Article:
“Traditional Wedding Video”


About Traditional Video

As a professional shooting weddings for nearly 20 years, I started out making traditional films. These are usually formatted in a way where its more like watching a documentary of the days events. Traditional video shoots often times show all of the wedding ceremony and highlight clips of the reception and they tend to be rather long, sometimes running upwards of 2 hours or more. 

Wedding Opener

Sometimes called the pre-wedding montage, the wedding opener is a couple of minutes of footage of everything coming together for the day. It sets the stage for the day. It usually starts by showing the venue, the couples getting ready, vendors putting their touches on the venue, like cake-makers and florist, etc. It's usually set to some nice music and it builds the beginning of the wedding story for your audience. I also use a drone to help capture some clips of the venue, weather permitting of course.


The entire ceremony is usually recorded here with three cameras. It typically starts with the wedding party coming down the isle through the newly wedded couple walking out of the venue together. 

Professionals here will use two or more cameras to edit with along with a wireless microphone or a feed from the venues audio board or both.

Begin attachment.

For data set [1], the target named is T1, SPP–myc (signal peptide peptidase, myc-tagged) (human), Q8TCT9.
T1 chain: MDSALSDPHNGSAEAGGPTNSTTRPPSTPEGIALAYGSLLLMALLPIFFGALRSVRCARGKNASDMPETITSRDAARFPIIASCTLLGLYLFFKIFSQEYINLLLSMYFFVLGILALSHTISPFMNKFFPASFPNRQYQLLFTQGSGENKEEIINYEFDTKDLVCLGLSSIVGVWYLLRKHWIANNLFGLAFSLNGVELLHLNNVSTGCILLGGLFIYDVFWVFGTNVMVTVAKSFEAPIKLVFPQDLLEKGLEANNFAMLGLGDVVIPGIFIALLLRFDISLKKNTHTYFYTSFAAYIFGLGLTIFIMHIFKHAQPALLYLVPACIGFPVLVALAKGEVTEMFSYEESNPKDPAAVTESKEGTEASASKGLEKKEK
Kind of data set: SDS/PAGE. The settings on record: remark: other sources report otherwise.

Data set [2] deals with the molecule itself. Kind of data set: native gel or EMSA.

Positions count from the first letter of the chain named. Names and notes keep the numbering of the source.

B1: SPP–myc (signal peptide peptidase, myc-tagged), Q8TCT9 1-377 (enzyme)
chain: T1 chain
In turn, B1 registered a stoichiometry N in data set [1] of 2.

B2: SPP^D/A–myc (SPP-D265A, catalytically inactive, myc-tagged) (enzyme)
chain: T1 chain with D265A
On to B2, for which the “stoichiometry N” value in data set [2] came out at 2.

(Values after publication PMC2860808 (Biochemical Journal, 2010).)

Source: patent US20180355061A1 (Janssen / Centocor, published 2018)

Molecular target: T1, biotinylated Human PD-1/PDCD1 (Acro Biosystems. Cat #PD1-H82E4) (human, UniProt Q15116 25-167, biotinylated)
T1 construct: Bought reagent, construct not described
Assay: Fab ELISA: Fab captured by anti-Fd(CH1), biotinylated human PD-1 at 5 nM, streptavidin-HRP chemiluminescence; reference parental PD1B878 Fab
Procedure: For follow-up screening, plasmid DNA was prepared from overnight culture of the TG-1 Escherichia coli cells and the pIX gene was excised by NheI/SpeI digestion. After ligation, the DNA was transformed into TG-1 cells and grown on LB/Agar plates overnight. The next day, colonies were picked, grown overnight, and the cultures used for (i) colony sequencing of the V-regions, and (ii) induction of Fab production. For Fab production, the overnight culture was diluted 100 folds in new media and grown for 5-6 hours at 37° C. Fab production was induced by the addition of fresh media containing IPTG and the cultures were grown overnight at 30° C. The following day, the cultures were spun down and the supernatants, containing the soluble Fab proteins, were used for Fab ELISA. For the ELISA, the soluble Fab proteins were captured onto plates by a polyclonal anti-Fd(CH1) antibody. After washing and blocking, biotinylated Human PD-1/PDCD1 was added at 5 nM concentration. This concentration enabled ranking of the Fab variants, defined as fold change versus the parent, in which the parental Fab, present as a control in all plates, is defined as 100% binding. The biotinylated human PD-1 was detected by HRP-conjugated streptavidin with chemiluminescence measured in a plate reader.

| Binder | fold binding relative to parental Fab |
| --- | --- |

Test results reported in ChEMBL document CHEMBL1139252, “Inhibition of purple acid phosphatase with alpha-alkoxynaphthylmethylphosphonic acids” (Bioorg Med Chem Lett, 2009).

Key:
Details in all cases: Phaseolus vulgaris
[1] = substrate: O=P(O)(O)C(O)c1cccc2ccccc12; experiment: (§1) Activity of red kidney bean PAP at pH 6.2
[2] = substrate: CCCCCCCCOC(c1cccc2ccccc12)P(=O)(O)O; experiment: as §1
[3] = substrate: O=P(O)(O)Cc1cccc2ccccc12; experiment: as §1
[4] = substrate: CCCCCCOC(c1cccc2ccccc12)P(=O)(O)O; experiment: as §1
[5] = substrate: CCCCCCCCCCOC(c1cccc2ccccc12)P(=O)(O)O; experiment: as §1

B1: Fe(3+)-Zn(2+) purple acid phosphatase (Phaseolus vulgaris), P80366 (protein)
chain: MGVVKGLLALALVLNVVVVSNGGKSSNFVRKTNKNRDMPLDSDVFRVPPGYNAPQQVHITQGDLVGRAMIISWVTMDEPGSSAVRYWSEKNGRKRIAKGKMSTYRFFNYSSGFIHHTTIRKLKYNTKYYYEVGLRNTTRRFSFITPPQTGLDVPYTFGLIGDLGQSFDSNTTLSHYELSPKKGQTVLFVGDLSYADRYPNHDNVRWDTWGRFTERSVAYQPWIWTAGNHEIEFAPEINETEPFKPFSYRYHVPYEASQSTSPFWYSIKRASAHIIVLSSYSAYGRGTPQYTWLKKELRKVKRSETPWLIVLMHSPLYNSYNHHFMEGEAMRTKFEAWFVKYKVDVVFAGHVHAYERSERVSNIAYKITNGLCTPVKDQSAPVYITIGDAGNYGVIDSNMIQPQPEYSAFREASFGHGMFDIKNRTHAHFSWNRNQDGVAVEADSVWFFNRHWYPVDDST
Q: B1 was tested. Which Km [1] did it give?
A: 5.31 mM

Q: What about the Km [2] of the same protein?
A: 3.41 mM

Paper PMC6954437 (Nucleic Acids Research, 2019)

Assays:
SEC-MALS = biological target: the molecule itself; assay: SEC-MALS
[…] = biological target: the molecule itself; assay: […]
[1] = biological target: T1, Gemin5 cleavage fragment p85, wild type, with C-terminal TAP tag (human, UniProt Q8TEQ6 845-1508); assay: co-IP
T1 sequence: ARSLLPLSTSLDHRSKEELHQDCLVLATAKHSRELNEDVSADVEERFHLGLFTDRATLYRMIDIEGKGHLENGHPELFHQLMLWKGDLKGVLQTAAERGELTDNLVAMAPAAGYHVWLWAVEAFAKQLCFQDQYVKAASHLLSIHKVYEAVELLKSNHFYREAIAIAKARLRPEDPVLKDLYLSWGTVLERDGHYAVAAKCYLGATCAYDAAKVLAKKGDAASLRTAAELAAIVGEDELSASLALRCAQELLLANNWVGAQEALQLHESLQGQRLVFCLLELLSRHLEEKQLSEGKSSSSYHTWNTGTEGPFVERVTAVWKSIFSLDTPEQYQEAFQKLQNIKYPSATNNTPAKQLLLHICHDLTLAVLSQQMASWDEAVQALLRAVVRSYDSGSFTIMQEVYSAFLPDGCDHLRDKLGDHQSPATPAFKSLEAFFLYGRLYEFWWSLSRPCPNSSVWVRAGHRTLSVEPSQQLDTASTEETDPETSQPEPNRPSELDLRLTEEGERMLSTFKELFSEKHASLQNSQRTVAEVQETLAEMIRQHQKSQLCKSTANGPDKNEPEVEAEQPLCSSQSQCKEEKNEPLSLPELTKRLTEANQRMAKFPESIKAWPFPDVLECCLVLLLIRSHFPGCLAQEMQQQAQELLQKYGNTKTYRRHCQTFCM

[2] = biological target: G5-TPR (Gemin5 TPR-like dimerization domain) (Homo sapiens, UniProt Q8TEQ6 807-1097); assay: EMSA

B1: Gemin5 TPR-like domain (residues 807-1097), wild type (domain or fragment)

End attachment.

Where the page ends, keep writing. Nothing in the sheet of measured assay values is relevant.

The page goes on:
The reason for the multi camera shoot is simple, to keep your eyes entertained during the ceremony and to also be able to switch to another camera if the main one is moving, zooming, focusing or if something is in the way. 

Usually the only music and audio is from the ceremony itself. 

Post Wedding Montage


Again, set to music, this is typically a small 1-2 minute montage of people after the wedding, people having photos taken, people leaving to head to the reception and the like. It makes a nice transition into the reception highlights. 

Reception Highlights

During this part of the traditional video, the filmmaker is going to get all the important highlights, from walking into venue and being announced, to the cake cutting, garter and bouquet toss, toasts and even the exit if they are hired to stay until the end, they will also gather clips of people mingling, dancing and general socializing. 

One of the great things about the traditional film is that it will capture those friends or family you don't typically see or loved ones that might not be around in coming years so that's something to think about if it's important to you. 

Perhaps the biggest mistake a videographer will make is recording people eating during the dinner service. Many consider it rude and no one wants to watch people stuffing themselves with food, so I do not film for that period of time. It allows me to also break and regroup from the afternoon ceremony, putting in new batteries, memory sticks and cleaning camera lens too if needed. 

The reception footage is usually the bulk of the traditional wedding video. Normally, there is a small closing montage with a few slow motions clips and some music to wrap up the film. Years ago a wedding video would be right at about 2 hours long and today they tend to be about 1.5-2 hours in length with 100-150 people at a wedding that goes until 11 pm give or take.